When she was just 13, Tabassum Adnan was forcefully married to a man 30 years her senior. Unfortunately, her case was not an exception, as child marriage was and still is traditional in the society she was born into. Girls are forced into an early-age marriage and expected to be obedient wives. They must follow these patriarchal norms – otherwise, they are risking their lives.
Tabassum Adnan’s marriage, full of suffering, physical and mental abuse, ended after 20 years, when she finally got up the courage to get a divorce, despite the risks of being killed in the name of honor or being accused of having an affair. Those were terrifying prospects, but Adnan got herself together and was determined to fight for herself and other women.
“I was in court pursuing my case when a woman was stabbed and killed there, in front of the police. The man just surrendered, shouting loudly: “Honor! Honor!” He was arrested and then freed after some time,” Ms. Adnan recalls. “Another woman was beaten to a pulp and the culprit again went free after a while. I knew two girls who had tried to fight for their rights and committed suicide. I think they were killed, and to avoid any litigation it was framed as a suicide. I was in a state of trauma because of my situation and the situation of the women around me; it haunted me wherever I would go.”
At that time, Tabassum Adnan was a volunteer for a small organization collecting data from newspapers. Shockingly, every fifth article was about violence or murder of women. She counted 164 suicides of young girls within only a month. She dug deeper and found out that 162 cases out of those 164 were actually cold-blooded murders in the name of honor; 3 murders were for dowry. Adnan took the next step and founded the first ever women jirga in Pakistan, in 2013.
Jirgas are traditional informal councils whose decisions are socially respected and often impact the judiciary. Most of the time the decisions of jirgas are made against women, without considering their opinion. Quite often, disputes between families are settled by giving away a girl child and marrying her off to an older man from the other clan. Every head of a jirga is known as a ‘Mashra,’ meaning ‘elder’ or ‘leader’ in Pashto, and so Adnan became the first female ‘Mashra’ of a jirga in Pashtun history. Ms. Tabassum and her Khwedo Jirga (‘Sister’s Council’) stand for women and girls, trying to stop heinous cases and crimes against women.
“We have a range of cases, from property disputes to domestic violence, from murders to severe forms of violence. We had a case when a woman’s nose was chopped off by her husband, and our Jirga helped her by putting her offender behind the bars. We also provided her with medical assistance to go through multiple surgeries. Another case was when a husband chopped off his wife’s leg. We not only put him in a jail but also succeeded in getting a compensation of 6 million Pakistani rupees for the woman,” says Tabassum Adnan.
In 2014, for the first time in Pashtun history, Adnan was asked to sit on a male jirga, and that changed the public perception of Adnan and her work. It happened after a minor was raped, and the authorities failed to act, so Khwendo Jirga organized a protest walk. In the end, the suspects were arrested. Since that first success with a men’s jirga, Adnan has been invited to participate in dealing with other cases as well. Khwendo Jirga itself was recognized by the society, and women discovered they could ask it for help with their issues. Over the years, Adnan’s jirga has successfully resolved 2,043 cases.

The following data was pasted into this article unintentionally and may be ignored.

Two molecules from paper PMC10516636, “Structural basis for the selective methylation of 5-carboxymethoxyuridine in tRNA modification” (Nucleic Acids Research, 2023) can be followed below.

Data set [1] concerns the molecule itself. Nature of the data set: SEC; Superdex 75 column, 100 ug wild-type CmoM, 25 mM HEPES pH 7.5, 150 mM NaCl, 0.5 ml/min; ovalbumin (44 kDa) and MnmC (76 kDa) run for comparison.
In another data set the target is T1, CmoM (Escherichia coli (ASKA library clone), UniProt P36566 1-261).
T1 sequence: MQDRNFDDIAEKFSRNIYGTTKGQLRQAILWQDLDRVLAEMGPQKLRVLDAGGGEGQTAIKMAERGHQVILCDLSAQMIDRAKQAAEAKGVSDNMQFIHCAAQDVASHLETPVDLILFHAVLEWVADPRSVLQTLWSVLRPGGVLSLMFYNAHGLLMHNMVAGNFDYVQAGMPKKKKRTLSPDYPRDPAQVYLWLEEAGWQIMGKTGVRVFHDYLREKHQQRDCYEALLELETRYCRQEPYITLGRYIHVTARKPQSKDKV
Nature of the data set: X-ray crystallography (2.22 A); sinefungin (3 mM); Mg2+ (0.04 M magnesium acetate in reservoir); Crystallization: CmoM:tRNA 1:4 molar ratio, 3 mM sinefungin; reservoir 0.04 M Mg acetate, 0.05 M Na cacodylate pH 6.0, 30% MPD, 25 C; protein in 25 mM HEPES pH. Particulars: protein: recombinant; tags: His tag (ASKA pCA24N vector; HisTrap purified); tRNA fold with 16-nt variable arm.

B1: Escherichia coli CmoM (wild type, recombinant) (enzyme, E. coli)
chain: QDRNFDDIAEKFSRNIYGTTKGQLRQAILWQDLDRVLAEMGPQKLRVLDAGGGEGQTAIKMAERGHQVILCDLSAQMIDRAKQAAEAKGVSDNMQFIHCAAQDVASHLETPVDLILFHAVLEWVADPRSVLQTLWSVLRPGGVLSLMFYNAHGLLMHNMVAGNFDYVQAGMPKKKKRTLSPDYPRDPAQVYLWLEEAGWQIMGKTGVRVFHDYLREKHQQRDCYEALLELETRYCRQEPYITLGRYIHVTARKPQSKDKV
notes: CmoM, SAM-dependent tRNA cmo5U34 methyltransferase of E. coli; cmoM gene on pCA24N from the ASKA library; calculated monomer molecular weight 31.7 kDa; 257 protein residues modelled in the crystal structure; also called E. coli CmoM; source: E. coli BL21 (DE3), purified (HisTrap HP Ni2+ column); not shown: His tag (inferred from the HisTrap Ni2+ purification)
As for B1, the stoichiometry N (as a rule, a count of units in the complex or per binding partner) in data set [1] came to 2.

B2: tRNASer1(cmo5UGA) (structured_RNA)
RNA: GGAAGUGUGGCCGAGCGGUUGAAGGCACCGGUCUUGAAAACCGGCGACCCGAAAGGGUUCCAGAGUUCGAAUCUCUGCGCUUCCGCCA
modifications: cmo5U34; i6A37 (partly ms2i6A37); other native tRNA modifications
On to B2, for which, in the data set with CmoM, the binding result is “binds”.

Khwendo Jirga has been a beacon for many women and even men who come there for justice, which is a milestone in the history of Pakistan. Despite personal risk, Mrs. Adnan never hesitates to stand up for the rights of every member of her community, supporting both women and men and advocating for sexual, religious and any other minorities in her society. She is there for anyone in trouble. The women jirga in Pakistan has been instrumental in launching the Dispute Resolution Councils (DRC) at police stations, an alternate dispute resolution mechanism to provide free and speedy justice for the people and to maintain peace in the society. The DRCs, or so-called government jirgas, are comprised of civil society members, including at least one or two women. This is another serious step forward in a patriarchal society, and this is mainly an achievement of Tabassum Adnan and her jirga.
As a women’s rights defender, Tabassum is often receiving death threats and has also survived an assassination attempt, when a bullet missed her head by mere centimeters. Nevertheless, she continues to pursue justice for everybody, especially for women: “Child marriages are now unlawful, and one can be imprisoned or fined for it, but still there are lacunas in the law, which needs to be corrected. Due to COVID-19, there is a raise of EFM [Early and Forced Marriage] and it still needs to be addressed more than ever before,” says Ms. Adnan when asked about the difficulties caused by the pandemic. “Domestic violence has increased, and neither I can reach them [women], nor they can reach me. I pray and hope that COVID-19 ends soon, or we all become immune to it.”
Tabassum Adnan is grateful for every single life saved through her efforts and for a chance for women to not be deprived of their motherhood, as she has been. When she divorced her husband, she couldn’t keep her four children by her side and was forced to leave them with her ex. “When a woman gets justice with my efforts, I see it as if justice is being done to me. The mother inside me would weep and always tell me that she wants her children back. I would calm her down by telling her that one day, we are going to get our kids back and that I am going to lash the “patriarchal system” that stands between a mother and her kids. I promised to the mother inside me that I would bring the patriarchy to its knees!”